For a lot of teenagers, there’s nothing they want more than a shiny new car for their 16th birthday. Or at least, a shiny new piece of plastic that allows them to legally drive. Me on the other hand? I wanted absolutely nothing to do with driving—I loved the company of my parents as chauffeurs, and I never felt embarrassed by their presence. Most of all, I feared the power and responsibility of maneuvering a very expensive toy on the roads (especially with all the inattentive drivers who spend more time looking at their phones than their rearview mirrors). One of the first times I drove with my mom on a permit to obtain the required hours, my left leg twitched uncontrollably—and a lot. It felt numb by the time I made it to my destination! That’s how scared I felt.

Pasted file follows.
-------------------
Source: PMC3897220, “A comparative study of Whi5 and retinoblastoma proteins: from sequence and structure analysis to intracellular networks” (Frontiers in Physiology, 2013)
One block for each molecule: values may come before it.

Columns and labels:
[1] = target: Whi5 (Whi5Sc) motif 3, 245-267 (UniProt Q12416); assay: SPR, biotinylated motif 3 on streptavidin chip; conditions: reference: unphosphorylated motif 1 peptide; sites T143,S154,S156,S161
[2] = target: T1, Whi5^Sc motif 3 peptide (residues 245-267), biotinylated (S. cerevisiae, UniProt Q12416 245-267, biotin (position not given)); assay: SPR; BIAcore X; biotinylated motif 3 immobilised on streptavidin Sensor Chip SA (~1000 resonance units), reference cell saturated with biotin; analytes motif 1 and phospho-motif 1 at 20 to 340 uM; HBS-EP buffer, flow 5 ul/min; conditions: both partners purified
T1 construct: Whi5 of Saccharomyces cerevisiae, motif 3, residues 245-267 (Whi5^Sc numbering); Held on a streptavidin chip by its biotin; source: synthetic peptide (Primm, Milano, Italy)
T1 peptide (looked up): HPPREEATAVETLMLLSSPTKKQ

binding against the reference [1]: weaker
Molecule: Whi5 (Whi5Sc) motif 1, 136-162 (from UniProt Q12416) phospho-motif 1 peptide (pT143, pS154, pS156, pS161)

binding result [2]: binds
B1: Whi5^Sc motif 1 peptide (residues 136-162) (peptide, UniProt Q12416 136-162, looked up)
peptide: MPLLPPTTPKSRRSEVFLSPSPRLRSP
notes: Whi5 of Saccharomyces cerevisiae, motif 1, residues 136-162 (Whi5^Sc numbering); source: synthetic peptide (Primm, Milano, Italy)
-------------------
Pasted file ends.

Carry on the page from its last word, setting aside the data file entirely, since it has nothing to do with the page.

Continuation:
There my dad stood patiently, at the top of the lush, grassy knoll of our backyard in Washington state, holding it—the beast I feared so greatly: a pink, sparkly bicycle with flowers on the wheels and tassels flowing off the handlebars. Training wheels were nowhere to be seen… Fast forward ten minutes (a lot of angst and fear later) and I felt the exhilarating, flying feeling of riding a bike for the first time. The grin on my face stretched from ear to ear.
I’d like to think that confidence isn’t that different from riding a bike, that it can be learned. There might be fear leading up to it and perhaps even an unwillingness to try, but ultimately you can train yourself to love who you are through practice and patience. Imagine how much wider your grin would be if you could experience that for the first time. Yes, I’d like to think that confidence can be learned, but I haven’t proved it for myself. Yet. Continue reading “Hating Yourself Isn’t Fashionable”